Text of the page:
"It is known that the sons of great fathers, talented and significant as they may be in their own right, have to contend with parental glory and from the beginning, feel themselves as inadequate, burdened with lesser or greater degrees of helplessness.
…This apparently was Isaac's essential problem: to find his own place in a world dominated by the genius of his father. He did the only thing left for him to do: He carried on. And the task of the "successor" has always been one of the most unrewarding of all the tasks in history. It has often been said that "all beginnings are difficult," but continuation can be even more difficult. The capacity to persist is no less important that the power to begin. In all the significant revolutions of history it is evident that the first generation – the "founding fathers" – usually have to struggle against formidable objective forces.. But the verdict of history … whether it was a glorious victory or merely a passing episode, lies with their successors – the generation who have to fix and stabilise the revolution.
…One does not ascribe to the second generation the same glorious qualities that capture the imagination. The sons' task is to hold steady and not to create. Or as the Bible story puts it, they have to dig again the wells that the fathers dug before them and that have become blocked up.
… Isaac's task therefore, even if lacking in splendour or legendary exploits, is of utmost value and significance … "These are the generations of Isaac … Abraham begat Isaac" …Isaac not only justifying Abraham, but establishing him for ever… Paradoxically, were the events of his life dramatic and momentous like those of his father, he would have lost this distinction of being a true successor. In order to fulfil his role successfully, he had to repress any urge for assertion or self-expression. He was not allowed to be anything else, either different or something new. His destiny was to be the one who carried on.
… Isaac is the symbol not of the power that breaks through limitations and creates, but of the power that conserves and maintains things in their place."
So what has Rav Steinsaltz added to our understanding? Rav Steinsaltz freely admits that Yitzchak is characterised by a certain passivity, a lack of dynamic activity. And yet this is not to be viewed as a deficiency in Yitzchak's personality but rather a unique challenge, a point of strength. Yitzchak is "the second generation." Rather than creatively initiating, leading his own revolution, Yitzchak's historic role lies in solidifying the path set by Avraham. If each successive generation continues to precipitate change, then a tradition is never set in place, a movement cannot take shape. It is only when the new steps that are taken successfully reach a state of stability, of permanence, it is then that we might say that a long-lasting change has been enacted. And so, Yitzchak must follow meticulously the path of Avraham, digging those wells again and again, so that Avraham's life mission does not fall into decay.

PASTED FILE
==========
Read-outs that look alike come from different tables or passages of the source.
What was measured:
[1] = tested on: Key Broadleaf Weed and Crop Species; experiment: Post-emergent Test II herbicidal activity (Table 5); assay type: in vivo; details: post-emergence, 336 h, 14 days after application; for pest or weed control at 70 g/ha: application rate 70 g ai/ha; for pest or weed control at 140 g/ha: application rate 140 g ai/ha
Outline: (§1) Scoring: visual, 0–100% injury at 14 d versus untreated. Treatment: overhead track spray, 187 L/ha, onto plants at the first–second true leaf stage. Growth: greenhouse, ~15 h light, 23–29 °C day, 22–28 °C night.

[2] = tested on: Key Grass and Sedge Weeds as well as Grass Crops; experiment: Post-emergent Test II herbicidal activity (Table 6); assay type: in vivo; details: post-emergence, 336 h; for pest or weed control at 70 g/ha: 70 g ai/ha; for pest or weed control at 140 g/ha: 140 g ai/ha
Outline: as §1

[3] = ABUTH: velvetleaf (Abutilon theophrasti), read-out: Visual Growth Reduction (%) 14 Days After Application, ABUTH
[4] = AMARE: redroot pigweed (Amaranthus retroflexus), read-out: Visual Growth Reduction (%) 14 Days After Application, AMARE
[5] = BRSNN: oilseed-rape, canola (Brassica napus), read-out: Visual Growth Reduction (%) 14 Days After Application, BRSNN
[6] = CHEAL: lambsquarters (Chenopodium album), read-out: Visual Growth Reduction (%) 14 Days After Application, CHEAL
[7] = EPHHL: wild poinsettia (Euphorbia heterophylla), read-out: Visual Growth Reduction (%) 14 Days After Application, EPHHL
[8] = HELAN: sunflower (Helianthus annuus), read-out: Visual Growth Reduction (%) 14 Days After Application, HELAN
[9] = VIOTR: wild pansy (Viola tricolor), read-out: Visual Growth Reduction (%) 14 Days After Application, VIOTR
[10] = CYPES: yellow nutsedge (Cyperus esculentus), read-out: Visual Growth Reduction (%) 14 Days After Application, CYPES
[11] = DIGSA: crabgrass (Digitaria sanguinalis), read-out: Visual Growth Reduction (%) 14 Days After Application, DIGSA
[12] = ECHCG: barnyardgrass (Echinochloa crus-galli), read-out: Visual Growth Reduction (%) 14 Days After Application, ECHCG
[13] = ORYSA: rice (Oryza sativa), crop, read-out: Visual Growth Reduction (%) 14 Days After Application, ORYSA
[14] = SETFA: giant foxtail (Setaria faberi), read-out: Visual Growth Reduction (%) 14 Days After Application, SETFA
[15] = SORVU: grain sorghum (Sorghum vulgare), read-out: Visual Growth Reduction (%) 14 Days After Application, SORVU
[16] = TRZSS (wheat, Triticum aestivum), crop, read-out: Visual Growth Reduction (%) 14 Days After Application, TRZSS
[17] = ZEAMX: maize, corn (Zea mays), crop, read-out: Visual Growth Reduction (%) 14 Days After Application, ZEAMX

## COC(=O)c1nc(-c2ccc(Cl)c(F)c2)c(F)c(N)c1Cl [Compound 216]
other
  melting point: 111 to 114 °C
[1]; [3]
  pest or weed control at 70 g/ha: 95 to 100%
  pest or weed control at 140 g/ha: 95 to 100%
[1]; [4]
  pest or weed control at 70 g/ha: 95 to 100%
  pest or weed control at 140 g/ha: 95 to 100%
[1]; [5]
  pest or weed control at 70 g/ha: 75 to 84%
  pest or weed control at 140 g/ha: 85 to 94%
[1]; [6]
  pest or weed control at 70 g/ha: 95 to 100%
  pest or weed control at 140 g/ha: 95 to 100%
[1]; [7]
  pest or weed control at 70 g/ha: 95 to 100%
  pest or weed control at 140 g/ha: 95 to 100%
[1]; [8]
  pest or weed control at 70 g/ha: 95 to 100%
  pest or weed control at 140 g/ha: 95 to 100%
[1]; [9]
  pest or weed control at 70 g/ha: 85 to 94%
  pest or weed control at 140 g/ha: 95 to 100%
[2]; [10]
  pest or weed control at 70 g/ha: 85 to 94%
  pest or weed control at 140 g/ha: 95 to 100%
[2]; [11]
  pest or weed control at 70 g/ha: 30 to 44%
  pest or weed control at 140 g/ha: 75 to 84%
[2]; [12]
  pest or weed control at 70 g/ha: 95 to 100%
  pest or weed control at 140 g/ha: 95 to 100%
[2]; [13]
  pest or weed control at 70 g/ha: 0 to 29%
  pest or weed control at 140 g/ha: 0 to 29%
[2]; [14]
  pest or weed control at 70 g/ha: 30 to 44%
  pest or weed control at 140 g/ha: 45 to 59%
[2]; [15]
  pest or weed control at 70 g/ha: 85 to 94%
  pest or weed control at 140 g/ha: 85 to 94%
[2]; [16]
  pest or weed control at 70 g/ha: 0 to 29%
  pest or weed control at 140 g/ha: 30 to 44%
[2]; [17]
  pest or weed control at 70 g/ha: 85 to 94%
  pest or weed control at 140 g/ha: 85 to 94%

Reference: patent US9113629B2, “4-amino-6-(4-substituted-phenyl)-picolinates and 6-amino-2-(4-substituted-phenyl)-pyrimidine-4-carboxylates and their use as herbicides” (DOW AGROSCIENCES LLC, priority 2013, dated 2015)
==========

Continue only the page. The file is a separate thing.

It might be (and indeed Rav Steinsaltz raises this possibility) that Yitzchak yearned for a more dynamic role. He held himself back however, in a spirit of heroic restraint - what the Kabbalists call "gevura," or "pachad," the quality of resistance, boundaries - withstanding movement. This is a thankless task, but an essential one.
Rav Steinsaltz has given as a framework in which to understand Yitzchak's inaction. And yet, despite the power and heroism engendered by this image, I still find myself searching for more. We have an impression whereby our Avot are men of action, of achievement. Did Yitzchak simply follow Abraham's lead and copy him? Did he not innovate a thing? Nothing? Even if Yitzchak is destined to follow Avraham's path and to take it into posterity, did he not expand Avraham's vision at all?
BERESHIT CHAPTER 26
On the one hand, there is no Chapter which might emphasise Rav Steinsaltz's thesis more than this Chapter. Throughout the chapter Yitzchak follows Avraham.
This applies to the storyline:
The desire to leave the country (in the direction of Egypt) due to famine. (26:2)
The story with Avimelech and Rivka ("She is my sister!" – 26:7)